Researchers at New York University and Johns Hopkins University both have published studies in the Journal of Psychopharmacology on Thursday. They point out evidence where hallucinogenic drugs in patients struggling emotionally and mentally from cancer treatment find ease.
The studies reported that patients that were tested on with the hallucinogenic drugs showed improvement in emotional and mental health even long after the drug effects wore off. Both studies found that patients had elevated emotions for up to 6 months. “If larger clinical trials prove successful, then we could ultimately have available a safe, effective and inexpensive medication – dispensed under strict control – to alleviate the distress that increases suicide rates among cancer patients,” said Stephen Ross, an author of the NYU study.
“Psilocybin” is an active ingredient in “shrooms”, patients were treated two times, five weeks apart. The John Hopkins study stated, “When administered under psychologically supportive, double blind conditions, a single dose of psilocybin produced substantial and enduring decreases in depressed mood and anxiety along with increases in quality of life and decreases in death anxiety in patients with a life-threatening cancer diagnosis.”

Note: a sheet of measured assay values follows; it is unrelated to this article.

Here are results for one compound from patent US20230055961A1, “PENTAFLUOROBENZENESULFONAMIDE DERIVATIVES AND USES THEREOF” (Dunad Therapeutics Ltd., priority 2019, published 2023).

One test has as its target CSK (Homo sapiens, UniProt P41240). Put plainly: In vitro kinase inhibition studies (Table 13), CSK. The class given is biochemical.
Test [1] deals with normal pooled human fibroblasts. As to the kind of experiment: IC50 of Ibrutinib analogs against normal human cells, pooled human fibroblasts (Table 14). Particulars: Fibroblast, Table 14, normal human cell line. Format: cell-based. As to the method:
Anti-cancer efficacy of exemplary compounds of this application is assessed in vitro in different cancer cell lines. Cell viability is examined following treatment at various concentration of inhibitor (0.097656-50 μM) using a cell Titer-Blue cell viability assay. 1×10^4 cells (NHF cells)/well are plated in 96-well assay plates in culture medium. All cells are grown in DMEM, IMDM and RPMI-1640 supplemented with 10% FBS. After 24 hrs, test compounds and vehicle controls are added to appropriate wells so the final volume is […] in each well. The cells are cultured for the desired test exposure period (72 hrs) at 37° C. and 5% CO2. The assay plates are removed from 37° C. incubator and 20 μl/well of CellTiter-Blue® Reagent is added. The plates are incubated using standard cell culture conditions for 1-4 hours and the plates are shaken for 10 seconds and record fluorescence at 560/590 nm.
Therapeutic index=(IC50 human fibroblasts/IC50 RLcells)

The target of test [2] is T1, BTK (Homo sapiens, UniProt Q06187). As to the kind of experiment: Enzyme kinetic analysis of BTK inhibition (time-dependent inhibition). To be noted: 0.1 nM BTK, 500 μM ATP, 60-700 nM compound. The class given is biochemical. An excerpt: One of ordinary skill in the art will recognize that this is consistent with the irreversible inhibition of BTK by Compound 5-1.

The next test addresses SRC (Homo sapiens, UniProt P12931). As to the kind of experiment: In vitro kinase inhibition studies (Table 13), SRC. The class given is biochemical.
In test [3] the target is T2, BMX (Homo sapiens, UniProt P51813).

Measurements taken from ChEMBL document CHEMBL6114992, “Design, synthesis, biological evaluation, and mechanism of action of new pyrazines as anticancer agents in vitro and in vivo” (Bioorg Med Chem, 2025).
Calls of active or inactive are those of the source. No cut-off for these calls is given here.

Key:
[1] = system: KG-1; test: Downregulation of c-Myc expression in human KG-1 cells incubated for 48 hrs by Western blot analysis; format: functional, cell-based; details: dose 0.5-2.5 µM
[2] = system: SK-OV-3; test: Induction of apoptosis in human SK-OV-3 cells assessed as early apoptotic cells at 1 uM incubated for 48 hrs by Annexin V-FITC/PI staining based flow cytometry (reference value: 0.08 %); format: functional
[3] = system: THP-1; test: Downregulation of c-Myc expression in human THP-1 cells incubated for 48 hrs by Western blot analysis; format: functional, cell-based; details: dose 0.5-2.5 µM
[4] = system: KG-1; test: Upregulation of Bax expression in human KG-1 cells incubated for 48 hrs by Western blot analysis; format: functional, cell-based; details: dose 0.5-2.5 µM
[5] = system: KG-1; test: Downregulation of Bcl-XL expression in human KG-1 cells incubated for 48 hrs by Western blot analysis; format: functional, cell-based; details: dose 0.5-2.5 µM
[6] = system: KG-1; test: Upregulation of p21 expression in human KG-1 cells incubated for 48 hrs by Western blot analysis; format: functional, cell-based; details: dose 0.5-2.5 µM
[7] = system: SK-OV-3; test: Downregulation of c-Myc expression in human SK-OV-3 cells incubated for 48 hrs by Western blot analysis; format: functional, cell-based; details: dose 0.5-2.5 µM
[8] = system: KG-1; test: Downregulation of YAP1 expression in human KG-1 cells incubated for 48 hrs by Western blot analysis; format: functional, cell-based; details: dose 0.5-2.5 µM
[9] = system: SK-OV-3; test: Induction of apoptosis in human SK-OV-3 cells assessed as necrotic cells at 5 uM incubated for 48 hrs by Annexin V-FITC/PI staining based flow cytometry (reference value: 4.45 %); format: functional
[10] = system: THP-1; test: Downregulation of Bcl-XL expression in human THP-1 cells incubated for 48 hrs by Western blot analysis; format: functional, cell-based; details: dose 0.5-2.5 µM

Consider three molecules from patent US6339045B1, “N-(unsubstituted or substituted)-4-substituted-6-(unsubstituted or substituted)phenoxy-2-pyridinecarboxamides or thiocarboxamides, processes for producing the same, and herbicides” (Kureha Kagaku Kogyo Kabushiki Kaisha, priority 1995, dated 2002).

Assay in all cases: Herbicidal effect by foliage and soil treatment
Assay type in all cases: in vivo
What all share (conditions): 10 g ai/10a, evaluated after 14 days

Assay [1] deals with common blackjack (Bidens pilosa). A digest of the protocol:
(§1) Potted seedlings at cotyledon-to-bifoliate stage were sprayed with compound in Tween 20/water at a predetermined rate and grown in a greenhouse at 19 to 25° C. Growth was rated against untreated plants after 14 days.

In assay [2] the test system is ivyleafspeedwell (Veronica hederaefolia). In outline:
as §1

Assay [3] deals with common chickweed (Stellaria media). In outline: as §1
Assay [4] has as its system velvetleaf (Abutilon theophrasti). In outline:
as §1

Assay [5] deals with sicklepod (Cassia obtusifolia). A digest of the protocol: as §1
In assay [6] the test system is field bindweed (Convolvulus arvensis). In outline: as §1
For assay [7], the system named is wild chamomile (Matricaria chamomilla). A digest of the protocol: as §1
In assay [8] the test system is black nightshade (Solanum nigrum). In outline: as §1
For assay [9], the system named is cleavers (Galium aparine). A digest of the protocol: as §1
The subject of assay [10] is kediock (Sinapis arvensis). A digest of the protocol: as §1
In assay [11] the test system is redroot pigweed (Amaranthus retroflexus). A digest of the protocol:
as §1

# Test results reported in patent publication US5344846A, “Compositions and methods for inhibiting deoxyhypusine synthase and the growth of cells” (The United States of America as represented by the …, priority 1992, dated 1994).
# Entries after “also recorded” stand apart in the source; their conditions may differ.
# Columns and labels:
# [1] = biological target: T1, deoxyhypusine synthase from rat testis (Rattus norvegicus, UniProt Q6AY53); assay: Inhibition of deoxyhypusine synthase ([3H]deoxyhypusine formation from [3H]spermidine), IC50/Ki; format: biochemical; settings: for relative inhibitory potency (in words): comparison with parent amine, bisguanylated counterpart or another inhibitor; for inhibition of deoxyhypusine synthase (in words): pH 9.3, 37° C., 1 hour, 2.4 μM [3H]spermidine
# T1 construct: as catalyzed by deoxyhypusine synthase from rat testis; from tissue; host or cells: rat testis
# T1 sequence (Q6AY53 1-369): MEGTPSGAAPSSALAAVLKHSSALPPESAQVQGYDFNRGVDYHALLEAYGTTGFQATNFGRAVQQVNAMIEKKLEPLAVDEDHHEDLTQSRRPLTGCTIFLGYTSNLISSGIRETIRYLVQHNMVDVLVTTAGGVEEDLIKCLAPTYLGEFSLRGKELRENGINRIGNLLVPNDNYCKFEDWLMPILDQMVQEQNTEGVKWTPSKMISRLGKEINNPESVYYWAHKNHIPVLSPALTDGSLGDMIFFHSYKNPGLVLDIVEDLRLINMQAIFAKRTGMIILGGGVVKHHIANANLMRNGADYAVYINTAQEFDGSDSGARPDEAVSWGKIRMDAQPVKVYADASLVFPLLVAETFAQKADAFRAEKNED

If the illegal drug is approved for use in clinical settings, it may be an important tool doctors can use to treat pain and stress of serious and terminal diseases.
“A life-threatening cancer diagnosis can be psychologically challenging, with anxiety and depression as very common symptoms,” professor of behavioral biology at Johns Hopkins University School of Medicine, Roland Griffiths said. “People with this kind of existential anxiety often feel hopeless and are worried about the meaning of life and what happens upon death.”